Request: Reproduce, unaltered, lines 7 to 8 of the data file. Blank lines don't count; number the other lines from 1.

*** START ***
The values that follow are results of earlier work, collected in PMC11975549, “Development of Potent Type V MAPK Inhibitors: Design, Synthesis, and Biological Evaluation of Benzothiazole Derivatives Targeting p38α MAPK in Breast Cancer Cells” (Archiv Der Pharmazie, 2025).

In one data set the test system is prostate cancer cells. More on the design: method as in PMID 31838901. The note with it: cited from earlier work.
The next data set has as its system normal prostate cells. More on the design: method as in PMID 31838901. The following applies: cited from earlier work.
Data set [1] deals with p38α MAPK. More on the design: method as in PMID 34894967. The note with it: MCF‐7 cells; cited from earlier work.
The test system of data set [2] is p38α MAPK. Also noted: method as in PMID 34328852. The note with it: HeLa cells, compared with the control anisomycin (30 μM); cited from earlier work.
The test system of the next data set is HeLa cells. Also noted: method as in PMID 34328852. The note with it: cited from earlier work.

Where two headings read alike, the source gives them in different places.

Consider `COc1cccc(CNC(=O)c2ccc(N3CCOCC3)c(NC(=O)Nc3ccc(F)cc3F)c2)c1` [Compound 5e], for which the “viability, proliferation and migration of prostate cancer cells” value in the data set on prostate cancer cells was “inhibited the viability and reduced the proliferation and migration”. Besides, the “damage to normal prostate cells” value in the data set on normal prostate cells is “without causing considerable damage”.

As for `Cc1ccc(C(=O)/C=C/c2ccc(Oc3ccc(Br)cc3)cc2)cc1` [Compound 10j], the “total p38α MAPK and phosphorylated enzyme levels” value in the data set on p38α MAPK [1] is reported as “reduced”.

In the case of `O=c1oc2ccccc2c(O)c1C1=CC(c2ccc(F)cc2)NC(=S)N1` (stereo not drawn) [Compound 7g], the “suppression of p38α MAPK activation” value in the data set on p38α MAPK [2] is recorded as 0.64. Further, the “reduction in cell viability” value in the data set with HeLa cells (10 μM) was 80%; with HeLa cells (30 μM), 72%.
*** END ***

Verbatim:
Where two headings read alike, the source gives them in different places.

Consider `COc1cccc(CNC(=O)c2ccc(N3CCOCC3)c(NC(=O)Nc3ccc(F)cc3F)c2)c1` [Compound 5e], for which the “viability, proliferation and migration of prostate cancer cells” value in the data set on prostate cancer cells was “inhibited the viability and reduced the proliferation and migration”. Besides, the “damage to normal prostate cells” value in the data set on normal prostate cells is “without causing considerable damage”.